You may soon get the option to buy something neat you find via Facebook. The company has announced they are testing a “Buy” button on posts which would let you purchase an item on display right from Facebook. The service works from either desktop or mobile.
There’s an app out this week made by Facebook for Facebook users on the iPhone - but it’s more elite than that. You have to be famous to get in on the app. To use this app, you have to be a Facebook "Verified Public Figure" - if you’ve got a blue checkmark next to your name on Facebook, you’re in.
Short videos are quickly becoming a favorite new medium for interaction, with the likes of Vine and Instagram making sure we get our dose. From the funny quip to a “long” moment capture, the micro-video movement is on the rise. Rather than take your videos to the desktop, this iOS app could make you a Vine all-star in no time.
Companies like Google and Facebook know quite a bit about you. Their services, which we use for free, have to monetize somehow. Advertisements are typically how those companies make their money, but how much do they know about you? More to the point, can you control it?
One of the former Facebook data scientists at the heart of the recent controversy over mood manipulation and tests run on unwitting users has spoken out, claiming his quotes were taken out of context, and defending the social network's experimentation. Data scientist Andrew Ledvina, who left Facebook in April, was one of the originally quoted sources when the psychological research carried out by the site surfaced late last month, used to illustrate how Facebook lacked safe review processes for tests performed on its users. Now, Ledvina says that the reporter he spoke to mis-represented the facts.
Facebook Messenger for iPad has finally been released, bringing the social network's standalone IM client to Apple's tablet. Previously only available on the iOS tablet as a doubled iPhone app, the new Messenger supports the same text chats, voice calls, and stickers as its phone counterpart, but in version 7.0 introduces a scaled-up UI.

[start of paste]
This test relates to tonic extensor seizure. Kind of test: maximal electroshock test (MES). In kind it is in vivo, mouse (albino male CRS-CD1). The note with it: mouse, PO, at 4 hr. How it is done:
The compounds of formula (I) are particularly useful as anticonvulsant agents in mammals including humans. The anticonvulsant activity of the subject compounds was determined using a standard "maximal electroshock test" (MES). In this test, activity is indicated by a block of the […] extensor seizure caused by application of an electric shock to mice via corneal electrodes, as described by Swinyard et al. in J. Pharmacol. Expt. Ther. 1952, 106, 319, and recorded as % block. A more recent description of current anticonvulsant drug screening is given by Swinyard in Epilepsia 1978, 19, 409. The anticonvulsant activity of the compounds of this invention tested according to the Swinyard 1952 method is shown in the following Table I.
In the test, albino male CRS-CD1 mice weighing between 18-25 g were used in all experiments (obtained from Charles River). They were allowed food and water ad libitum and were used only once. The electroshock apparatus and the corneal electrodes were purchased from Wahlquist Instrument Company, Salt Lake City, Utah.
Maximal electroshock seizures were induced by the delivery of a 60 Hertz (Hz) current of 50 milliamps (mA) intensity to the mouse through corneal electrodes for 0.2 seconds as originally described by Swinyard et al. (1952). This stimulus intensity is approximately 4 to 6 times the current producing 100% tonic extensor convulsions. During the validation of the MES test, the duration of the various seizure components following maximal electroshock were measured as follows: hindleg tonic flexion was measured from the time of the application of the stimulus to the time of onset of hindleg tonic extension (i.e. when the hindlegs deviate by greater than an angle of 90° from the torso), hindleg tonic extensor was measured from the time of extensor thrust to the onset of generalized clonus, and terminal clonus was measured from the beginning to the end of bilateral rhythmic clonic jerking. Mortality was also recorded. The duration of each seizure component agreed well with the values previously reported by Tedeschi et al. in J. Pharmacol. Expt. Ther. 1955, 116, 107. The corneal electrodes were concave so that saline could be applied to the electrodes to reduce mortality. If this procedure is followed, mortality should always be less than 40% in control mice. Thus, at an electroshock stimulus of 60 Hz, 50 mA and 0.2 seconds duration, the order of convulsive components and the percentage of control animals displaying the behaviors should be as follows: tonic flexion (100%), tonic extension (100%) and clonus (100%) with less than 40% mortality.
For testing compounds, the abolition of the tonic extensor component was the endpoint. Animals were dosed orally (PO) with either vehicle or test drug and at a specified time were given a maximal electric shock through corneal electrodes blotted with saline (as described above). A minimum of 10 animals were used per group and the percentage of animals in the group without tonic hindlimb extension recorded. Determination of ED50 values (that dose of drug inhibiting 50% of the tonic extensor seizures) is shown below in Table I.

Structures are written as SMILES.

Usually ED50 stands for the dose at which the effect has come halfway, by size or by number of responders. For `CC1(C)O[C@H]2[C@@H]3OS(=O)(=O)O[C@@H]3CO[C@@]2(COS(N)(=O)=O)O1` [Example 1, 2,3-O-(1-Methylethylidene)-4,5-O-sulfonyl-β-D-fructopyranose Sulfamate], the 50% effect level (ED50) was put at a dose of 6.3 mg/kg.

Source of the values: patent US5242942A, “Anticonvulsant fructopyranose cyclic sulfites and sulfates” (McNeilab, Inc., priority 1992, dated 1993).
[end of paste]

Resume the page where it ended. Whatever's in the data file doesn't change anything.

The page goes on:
Facebook's recently revealed emotions experiment has caused an uproar from users and non-users alike, some of it arguably valid, others based on a misunderstanding of what took place. Regardless, the cries of users have been heard, and the social network is now under a probe by the Information Commissioner's Office and other agencies.
The Facebook study conducted a few years back that has so many riled up has finally drawn a response from the company itself. Facebook COO Sheryl Sandberg has spoken out about the “experiment”. Apologizing for the “poor communication” of the program, which lasted for one week in 2012.
Earlier this month it was made apparent that a study was conducted on Facebook users by the Facebook, Inc. Core Data Science Team. A total of 689,003 Facebook users were "exposed to emotional expressions in their News Feed" according to the study, testing whether "emotional contagion" is able to occur without direct interaction between people. Turns out it is, indeed possible to change people’s emotions without nonverbal cues.